Another Grindr user and SEMO alum said he also downloaded the app when he was in high school. He said he downloaded it because he felt isolated being one of the only gay individuals at his high school. The source said he never met up with anyone from the app or sent pictures while he was underage; he only messaged people.

The source said he can’t count the number of his gay friends who have had “horrible experiences” in high school hooking up with older men.

“It gives the younger generation of queer kids the wrong idea for the community. I think it also just exposes them to something that they really shouldn’t be exposed to yet,” the SEMO alum said. “That’s why LGBTQ resource centers are very important, so they have these community groups to work with and find other people who are like them, so they can connect to people at the friend level before they go immediately into hooking up.”

SEMO’s LGBTQ+ Resource Center graduate assistant Tristen Simmonds said having access to LGBTQ resource centers, Gay Straight Alliances (GSA) and community groups can help LGBTQ youth feel less alone, so they don’t end up having to find out information for themselves on the internet or apps.

“[With in-person community groups,] you have people who are like you, and it does take away that loneliness,” Simmonds said. “I think a lot of the LGBTQ experience is loneliness. You come up in a world that’s not really made for you, people don’t want you there to begin with, so you’re kind of forced to tackle that by yourself.”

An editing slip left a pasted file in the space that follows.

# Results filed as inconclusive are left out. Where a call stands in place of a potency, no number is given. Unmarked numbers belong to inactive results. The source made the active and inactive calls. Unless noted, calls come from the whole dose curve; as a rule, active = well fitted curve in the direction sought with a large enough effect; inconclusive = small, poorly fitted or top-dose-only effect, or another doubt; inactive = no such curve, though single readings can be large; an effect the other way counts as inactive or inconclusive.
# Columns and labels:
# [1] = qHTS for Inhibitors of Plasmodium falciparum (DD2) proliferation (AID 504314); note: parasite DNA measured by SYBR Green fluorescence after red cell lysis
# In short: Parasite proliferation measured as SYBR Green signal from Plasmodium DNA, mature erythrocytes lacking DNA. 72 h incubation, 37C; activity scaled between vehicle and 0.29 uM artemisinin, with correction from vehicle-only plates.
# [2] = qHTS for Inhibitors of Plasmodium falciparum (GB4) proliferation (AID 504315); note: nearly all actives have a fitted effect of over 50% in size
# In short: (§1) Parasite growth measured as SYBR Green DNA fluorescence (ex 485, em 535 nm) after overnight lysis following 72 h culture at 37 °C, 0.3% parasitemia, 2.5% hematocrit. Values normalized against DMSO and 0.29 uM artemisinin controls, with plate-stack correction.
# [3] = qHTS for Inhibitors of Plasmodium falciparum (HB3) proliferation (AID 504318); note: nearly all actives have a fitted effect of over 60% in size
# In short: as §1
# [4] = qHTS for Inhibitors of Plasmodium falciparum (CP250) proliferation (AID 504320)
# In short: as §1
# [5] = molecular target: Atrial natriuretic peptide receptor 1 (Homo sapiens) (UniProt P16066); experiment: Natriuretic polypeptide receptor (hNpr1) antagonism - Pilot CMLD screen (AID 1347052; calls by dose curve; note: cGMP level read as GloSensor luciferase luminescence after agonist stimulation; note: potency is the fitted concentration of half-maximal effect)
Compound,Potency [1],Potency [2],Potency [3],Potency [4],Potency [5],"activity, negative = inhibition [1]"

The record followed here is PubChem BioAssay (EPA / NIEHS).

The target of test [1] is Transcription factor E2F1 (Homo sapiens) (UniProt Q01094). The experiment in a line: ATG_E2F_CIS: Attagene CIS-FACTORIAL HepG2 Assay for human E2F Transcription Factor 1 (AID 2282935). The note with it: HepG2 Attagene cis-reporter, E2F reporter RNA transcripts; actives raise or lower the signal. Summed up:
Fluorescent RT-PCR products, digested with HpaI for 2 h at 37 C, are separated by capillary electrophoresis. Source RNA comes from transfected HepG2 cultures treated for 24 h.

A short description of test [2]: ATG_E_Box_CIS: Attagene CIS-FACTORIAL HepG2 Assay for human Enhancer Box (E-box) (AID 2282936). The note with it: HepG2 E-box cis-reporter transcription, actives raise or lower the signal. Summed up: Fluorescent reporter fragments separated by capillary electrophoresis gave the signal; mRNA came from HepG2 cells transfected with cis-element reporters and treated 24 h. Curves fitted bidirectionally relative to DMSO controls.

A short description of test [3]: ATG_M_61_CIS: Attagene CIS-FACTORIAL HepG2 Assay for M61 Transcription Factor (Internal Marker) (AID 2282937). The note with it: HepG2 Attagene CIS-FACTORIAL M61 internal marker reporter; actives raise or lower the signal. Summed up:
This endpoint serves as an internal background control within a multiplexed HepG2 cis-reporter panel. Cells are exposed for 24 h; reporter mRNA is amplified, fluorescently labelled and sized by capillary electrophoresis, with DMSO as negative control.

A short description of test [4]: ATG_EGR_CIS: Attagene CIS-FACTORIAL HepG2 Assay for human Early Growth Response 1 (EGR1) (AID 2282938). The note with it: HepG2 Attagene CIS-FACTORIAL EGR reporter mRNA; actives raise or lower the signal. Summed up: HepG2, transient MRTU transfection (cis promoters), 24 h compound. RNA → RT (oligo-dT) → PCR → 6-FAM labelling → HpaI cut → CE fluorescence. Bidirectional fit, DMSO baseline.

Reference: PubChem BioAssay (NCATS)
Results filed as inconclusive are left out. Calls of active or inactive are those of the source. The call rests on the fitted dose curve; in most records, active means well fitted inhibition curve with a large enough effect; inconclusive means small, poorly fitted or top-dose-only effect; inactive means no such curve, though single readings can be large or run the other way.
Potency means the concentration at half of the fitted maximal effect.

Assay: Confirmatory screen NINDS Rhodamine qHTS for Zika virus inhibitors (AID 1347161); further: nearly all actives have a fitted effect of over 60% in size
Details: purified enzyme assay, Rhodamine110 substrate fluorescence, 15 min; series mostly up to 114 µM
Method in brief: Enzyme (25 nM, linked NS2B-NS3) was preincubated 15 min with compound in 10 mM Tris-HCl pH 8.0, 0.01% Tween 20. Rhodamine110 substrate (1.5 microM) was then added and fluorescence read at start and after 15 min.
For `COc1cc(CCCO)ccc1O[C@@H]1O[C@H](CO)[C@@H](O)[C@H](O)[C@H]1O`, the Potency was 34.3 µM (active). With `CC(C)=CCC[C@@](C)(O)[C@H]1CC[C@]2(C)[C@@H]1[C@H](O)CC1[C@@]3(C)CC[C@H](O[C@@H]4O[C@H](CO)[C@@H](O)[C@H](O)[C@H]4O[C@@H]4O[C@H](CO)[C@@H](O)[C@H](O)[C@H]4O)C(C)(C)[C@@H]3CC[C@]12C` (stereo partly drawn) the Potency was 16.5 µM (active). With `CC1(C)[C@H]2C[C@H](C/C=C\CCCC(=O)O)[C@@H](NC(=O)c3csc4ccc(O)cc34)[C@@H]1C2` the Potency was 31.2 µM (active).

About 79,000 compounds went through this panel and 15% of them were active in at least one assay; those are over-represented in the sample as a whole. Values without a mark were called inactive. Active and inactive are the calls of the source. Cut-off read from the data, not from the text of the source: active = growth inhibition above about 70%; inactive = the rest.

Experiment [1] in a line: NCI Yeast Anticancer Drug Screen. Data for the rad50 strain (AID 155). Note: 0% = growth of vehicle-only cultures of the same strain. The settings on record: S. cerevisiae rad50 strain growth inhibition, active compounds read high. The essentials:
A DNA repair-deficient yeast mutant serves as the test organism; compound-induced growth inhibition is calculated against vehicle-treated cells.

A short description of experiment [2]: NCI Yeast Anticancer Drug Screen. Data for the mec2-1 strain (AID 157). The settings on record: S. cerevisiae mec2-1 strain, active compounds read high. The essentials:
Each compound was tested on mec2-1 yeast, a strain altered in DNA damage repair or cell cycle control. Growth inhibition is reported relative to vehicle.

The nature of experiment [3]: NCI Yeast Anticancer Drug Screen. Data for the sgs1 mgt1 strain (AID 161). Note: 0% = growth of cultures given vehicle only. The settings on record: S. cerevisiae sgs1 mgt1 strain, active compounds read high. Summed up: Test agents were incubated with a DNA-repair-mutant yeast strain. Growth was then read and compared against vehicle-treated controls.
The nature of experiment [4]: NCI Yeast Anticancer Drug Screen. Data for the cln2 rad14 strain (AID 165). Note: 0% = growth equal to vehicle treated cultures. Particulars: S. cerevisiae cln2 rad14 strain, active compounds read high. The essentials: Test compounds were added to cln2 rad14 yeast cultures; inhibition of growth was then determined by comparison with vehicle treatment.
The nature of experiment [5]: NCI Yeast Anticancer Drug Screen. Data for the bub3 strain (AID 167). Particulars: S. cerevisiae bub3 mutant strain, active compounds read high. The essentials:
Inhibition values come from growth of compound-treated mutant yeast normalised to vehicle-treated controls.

Simmonds said they believe apps like Grindr, with app features leading to hook-up culture, such as the ability to instantly send pictures upon seeing a user’s profile and the ability to remain anonymous, can give people the wrong idea about the LGBTQ community. Simmonds said young users of the apps may feel like the only way they can be “queer” is by having sex. Users — and especially young users — might not see how the LGBTQ community is not just about sex, but also relationships, self-understanding, community and acceptance.

“It’s a lack of resources for that age group [that leads to so many underage users], and a lack of parental support, then we just resort to the internet and apps and older men that we think we can trust, and you can’t. It’s really sad,” the SEMO alum said.

There are some beneficial aspects to the app, which include being able to find friends that are part of the LGBTQ community. The SEMO alum said he still had an “overall positive” experience with Grindr, because he found a lot of his gay and queer friends on Grindr or Tinder.

Simmonds said finding community on apps or the internet is not necessarily a bad thing. They said the first time they got to see people like them was on the internet. It’s just all about finding the right and safe places to connect with like-minded, supportive individuals, they said.

“I think it’s affirming, ‘cause there are certain challenges that come with being LGBTQ, and if you’re going through that alone, it is significantly harder to manage and weather those storms than if you had someone,” Simmonds said.

LGBTQ youth and college students can find resources on the LGBTQ Resource Center’s website or SEMO Pride’s Facebook page. For high schoolers, visit the Gay Straight Alliance (GSA) website for information on how to start a chapter at your school if it doesn’t already have one.